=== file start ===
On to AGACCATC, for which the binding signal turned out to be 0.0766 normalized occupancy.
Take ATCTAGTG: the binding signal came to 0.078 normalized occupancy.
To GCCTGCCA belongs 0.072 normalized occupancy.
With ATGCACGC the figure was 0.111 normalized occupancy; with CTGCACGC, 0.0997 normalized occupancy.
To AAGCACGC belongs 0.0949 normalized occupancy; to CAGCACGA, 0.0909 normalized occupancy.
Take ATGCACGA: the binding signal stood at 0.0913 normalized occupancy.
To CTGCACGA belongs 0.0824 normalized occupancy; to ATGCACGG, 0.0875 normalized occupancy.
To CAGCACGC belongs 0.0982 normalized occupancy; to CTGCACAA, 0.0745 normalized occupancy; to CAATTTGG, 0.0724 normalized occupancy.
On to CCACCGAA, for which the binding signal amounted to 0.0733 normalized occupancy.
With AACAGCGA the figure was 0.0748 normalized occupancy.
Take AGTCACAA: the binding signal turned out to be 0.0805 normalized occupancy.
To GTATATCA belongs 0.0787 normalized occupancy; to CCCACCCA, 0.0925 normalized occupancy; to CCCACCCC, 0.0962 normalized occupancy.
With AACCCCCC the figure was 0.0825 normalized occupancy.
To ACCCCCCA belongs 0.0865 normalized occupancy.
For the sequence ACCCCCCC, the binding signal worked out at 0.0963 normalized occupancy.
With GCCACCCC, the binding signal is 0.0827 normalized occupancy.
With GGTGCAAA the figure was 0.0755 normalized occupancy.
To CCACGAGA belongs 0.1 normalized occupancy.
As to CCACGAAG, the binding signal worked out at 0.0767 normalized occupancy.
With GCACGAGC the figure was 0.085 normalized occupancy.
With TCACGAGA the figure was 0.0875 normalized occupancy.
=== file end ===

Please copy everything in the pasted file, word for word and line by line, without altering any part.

On to AGACCATC, for which the binding signal turned out to be 0.0766 normalized occupancy.
Take ATCTAGTG: the binding signal came to 0.078 normalized occupancy.
To GCCTGCCA belongs 0.072 normalized occupancy.
With ATGCACGC the figure was 0.111 normalized occupancy; with CTGCACGC, 0.0997 normalized occupancy.
To AAGCACGC belongs 0.0949 normalized occupancy; to CAGCACGA, 0.0909 normalized occupancy.
Take ATGCACGA: the binding signal stood at 0.0913 normalized occupancy.
To CTGCACGA belongs 0.0824 normalized occupancy; to ATGCACGG, 0.0875 normalized occupancy.
To CAGCACGC belongs 0.0982 normalized occupancy; to CTGCACAA, 0.0745 normalized occupancy; to CAATTTGG, 0.0724 normalized occupancy.
On to CCACCGAA, for which the binding signal amounted to 0.0733 normalized occupancy.
With AACAGCGA the figure was 0.0748 normalized occupancy.
Take AGTCACAA: the binding signal turned out to be 0.0805 normalized occupancy.
To GTATATCA belongs 0.0787 normalized occupancy; to CCCACCCA, 0.0925 normalized occupancy; to CCCACCCC, 0.0962 normalized occupancy.
With AACCCCCC the figure was 0.0825 normalized occupancy.
To ACCCCCCA belongs 0.0865 normalized occupancy.
For the sequence ACCCCCCC, the binding signal worked out at 0.0963 normalized occupancy.
With GCCACCCC, the binding signal is 0.0827 normalized occupancy.
With GGTGCAAA the figure was 0.0755 normalized occupancy.
To CCACGAGA belongs 0.1 normalized occupancy.
As to CCACGAAG, the binding signal worked out at 0.0767 normalized occupancy.
With GCACGAGC the figure was 0.085 normalized occupancy.
With TCACGAGA the figure was 0.0875 normalized occupancy.